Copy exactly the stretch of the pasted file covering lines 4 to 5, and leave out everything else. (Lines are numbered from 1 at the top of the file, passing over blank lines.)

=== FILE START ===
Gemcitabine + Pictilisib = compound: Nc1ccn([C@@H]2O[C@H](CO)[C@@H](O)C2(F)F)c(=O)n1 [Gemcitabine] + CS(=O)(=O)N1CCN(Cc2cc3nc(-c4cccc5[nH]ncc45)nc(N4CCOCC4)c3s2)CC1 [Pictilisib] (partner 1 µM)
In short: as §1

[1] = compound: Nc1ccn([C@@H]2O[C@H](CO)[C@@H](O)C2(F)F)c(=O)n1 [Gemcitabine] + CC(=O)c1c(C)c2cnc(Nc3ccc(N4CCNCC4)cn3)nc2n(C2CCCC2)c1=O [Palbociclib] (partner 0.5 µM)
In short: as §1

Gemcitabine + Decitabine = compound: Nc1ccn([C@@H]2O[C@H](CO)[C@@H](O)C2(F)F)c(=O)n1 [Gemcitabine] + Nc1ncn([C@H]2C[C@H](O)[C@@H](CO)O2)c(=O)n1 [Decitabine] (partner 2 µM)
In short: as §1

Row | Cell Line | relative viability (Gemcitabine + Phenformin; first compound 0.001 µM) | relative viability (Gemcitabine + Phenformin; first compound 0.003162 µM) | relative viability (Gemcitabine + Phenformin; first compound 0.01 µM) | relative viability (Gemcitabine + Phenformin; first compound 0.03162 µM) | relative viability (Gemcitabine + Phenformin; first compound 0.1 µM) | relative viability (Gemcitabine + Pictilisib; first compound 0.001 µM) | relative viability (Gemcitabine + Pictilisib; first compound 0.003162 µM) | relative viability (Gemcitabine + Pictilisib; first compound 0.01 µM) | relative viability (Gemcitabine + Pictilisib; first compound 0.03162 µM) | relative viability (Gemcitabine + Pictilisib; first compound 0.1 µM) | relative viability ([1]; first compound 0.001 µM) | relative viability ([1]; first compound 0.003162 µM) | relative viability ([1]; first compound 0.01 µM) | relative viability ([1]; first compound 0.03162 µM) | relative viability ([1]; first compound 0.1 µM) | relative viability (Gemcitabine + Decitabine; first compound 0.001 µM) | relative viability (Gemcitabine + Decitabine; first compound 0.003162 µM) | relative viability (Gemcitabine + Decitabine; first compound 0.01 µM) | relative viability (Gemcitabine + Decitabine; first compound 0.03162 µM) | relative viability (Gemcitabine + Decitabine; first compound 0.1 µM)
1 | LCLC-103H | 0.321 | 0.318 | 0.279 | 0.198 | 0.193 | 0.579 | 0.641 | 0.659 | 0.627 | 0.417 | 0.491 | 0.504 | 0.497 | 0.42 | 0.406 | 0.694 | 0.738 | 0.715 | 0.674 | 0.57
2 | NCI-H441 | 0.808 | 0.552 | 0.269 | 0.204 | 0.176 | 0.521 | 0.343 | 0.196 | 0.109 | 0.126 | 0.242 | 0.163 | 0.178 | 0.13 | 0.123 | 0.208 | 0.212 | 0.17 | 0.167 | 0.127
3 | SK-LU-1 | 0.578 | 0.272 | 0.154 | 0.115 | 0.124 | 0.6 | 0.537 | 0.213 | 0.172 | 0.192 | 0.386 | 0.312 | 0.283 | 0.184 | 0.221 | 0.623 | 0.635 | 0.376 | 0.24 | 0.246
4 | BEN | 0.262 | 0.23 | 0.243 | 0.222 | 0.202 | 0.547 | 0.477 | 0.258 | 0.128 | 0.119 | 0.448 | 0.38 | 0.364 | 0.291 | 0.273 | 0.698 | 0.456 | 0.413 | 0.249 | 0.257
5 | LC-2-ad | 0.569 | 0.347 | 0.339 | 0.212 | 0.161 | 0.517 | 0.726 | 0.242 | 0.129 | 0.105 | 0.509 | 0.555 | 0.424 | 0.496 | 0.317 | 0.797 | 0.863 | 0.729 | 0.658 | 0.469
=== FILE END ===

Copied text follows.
In short: as §1

Gemcitabine + Decitabine = compound: Nc1ccn([C@@H]2O[C@H](CO)[C@@H](O)C2(F)F)c(=O)n1 [Gemcitabine] + Nc1ncn([C@H]2C[C@H](O)[C@@H](CO)O2)c(=O)n1 [Decitabine] (partner 2 µM)